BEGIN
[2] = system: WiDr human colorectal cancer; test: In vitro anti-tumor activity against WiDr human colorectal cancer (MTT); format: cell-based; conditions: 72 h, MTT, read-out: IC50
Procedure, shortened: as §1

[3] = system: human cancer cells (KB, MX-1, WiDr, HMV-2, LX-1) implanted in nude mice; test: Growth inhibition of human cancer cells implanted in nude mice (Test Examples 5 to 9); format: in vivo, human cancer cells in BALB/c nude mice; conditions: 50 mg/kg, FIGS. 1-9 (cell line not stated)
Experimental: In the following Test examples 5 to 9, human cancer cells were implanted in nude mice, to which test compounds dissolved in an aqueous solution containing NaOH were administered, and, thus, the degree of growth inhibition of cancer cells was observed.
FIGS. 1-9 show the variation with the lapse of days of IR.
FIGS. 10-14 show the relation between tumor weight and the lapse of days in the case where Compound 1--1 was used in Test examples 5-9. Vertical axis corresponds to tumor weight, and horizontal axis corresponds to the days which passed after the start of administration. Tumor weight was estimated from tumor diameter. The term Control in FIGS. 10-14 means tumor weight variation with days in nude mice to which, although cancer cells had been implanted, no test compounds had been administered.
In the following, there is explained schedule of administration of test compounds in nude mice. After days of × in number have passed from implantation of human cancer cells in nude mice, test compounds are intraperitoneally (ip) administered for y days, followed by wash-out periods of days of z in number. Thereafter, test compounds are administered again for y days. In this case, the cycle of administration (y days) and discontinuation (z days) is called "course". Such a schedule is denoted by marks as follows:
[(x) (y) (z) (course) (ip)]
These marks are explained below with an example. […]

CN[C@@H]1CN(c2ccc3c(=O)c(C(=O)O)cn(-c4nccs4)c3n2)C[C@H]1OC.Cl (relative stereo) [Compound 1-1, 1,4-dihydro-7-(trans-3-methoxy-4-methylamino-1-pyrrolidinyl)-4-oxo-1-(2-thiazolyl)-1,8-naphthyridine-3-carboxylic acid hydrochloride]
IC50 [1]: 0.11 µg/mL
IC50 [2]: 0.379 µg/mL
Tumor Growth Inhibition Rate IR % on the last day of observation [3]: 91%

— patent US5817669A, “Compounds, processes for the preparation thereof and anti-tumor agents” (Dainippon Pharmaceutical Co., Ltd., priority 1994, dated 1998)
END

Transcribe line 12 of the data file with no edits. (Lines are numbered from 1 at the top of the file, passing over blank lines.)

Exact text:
IC50 [2]: 0.379 µg/mL